Here’s How a 14th Amendment Strategy Could Bar Trump From Ever Holding Office Again

Donald Trump hates democracy when it is not for its ends, as has been confirmed by inciting the president last week of a deadly attack on the U.S. Capitol by supporters of its failed attempt to dismiss President 2020 results. But that doesn’t mean that Trump wants to give up his dream of a catastrophic second term as President of the United States.

Because of this, every option needs to be explored in order to hold Trump accountable. Immediate impeachment and removal of the President is the first and best option, and the House of Representatives is ready to begin the process on Wednesday. However, if Senate Republicans block the completion of this process, it may not be the end of the job of ensuring that the threat Trump poses is addressed. In particular, consideration should be given to the prospect of Congressional action that recognizes that the President’s incitement to insurrection prevents the President from ever holding public office under the requirements of the 14th Amendment to the US Constitution.

The 14th Amendment, incorporated into the Constitution after the Civil War, is a blunt instrument that in its third section prescribes:

No person may be a Senator or Representative in Congress, or electorate for the President and Vice-President, or hold any civil or military office in the United States or in any state that has previously sworn an oath in Congress or as an officer of the United States or as a member of one By state legislature, or as an executive or judicial officer of a state in support of the United States Constitution, must have participated in, or given help or comfort to, insurrection or rebellion against the United States.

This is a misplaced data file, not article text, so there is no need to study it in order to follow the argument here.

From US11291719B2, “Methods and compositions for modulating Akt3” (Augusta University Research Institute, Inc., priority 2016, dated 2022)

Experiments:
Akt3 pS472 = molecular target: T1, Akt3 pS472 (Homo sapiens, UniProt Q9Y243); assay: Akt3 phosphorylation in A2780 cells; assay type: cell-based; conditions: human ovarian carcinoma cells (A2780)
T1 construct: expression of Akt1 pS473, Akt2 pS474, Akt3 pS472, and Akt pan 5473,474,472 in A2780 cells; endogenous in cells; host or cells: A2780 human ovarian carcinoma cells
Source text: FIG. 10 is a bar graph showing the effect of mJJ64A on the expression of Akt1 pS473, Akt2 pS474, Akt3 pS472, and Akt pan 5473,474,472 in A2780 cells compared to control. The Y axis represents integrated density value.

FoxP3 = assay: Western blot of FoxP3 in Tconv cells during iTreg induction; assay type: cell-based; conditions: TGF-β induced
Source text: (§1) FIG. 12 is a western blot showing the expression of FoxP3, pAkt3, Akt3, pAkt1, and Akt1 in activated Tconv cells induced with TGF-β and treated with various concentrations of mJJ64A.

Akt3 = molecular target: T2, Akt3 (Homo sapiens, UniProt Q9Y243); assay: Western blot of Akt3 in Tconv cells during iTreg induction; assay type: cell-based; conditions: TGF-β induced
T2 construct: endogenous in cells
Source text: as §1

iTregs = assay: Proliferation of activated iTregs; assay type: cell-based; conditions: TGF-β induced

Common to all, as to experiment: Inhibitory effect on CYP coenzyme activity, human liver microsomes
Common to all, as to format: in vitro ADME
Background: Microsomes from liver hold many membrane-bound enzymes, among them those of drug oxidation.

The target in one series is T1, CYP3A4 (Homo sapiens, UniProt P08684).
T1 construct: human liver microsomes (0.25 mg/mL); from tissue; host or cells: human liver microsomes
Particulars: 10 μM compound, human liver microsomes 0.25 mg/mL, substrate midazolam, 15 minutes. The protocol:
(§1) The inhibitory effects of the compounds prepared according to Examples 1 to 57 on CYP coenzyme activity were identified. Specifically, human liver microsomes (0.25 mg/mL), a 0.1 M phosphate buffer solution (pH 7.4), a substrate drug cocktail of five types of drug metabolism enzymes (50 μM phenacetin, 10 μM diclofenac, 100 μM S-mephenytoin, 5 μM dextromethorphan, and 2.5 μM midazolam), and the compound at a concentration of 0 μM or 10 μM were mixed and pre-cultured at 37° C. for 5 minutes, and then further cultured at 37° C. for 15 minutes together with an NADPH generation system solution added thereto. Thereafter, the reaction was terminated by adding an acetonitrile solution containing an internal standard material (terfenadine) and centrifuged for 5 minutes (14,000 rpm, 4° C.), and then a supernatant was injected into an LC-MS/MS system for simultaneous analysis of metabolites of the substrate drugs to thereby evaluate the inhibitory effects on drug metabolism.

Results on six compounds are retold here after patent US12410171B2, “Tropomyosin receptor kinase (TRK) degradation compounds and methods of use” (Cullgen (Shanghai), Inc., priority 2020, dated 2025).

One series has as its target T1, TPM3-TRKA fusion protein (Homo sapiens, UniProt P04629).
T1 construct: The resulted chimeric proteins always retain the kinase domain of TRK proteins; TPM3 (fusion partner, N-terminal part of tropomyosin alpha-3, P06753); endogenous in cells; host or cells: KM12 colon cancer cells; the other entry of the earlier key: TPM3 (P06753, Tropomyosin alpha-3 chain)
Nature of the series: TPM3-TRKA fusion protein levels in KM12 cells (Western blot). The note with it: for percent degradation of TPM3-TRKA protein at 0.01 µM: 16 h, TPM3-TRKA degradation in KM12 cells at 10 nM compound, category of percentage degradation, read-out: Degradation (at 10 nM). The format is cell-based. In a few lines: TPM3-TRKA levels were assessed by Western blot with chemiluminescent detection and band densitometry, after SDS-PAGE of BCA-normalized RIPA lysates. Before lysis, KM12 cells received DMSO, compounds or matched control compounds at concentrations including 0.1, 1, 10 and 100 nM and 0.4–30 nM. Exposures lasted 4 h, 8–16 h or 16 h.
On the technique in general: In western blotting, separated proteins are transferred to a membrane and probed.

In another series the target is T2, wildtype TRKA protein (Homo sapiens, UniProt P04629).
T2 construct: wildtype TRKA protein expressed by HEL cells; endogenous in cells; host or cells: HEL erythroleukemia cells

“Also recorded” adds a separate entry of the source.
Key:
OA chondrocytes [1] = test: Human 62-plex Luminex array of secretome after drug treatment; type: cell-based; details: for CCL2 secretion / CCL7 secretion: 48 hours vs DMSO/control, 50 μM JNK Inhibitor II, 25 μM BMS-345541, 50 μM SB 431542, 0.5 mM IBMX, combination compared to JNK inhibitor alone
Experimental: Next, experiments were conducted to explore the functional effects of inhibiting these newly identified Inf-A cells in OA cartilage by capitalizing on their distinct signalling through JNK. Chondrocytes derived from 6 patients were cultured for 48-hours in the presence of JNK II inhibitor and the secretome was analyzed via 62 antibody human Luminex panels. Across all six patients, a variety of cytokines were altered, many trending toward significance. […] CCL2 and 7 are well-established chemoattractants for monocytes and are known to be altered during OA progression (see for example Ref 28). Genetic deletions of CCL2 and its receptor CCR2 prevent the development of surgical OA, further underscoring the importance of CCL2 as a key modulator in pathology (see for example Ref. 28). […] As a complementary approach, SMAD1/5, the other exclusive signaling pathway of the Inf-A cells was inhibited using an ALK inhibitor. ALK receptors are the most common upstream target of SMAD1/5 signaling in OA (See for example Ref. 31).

Section 5 of the amendment states: “Congress has the power to enforce the provisions of this article through appropriate legislation.”

This power is logical because Donald Trump will remain a clear and present threat to the republic as long as he remains president – and as long as he seeks the presidency.

After everything that has happened in the last week, it is easy to imagine that Trump wrote himself out of the competition for public office. That’s not the case. Trump is still planning, still planning, still campaigning – as has been shown at length his planned trip to Alamo, Texas on Tuesday to highlight its crusade to build a wall on the US-Mexico border.

To imagine that Trump will fade after January 20, it must be denied everything Americans know about the president’s massive ego, his reluctance to be seen as a loser, and his determination to accept his defeat in the 2020 election revenge. Because of this, former Labor Secretary Robert Reich and others have focused on holding Trump accountable not only for previous actions, but also ensuring he does not expand the threat to the republic by positioning himself as president-in-exile after he leaves the office . “We must,” says Reich“Make sure Donald Trump can never hold public office again.”

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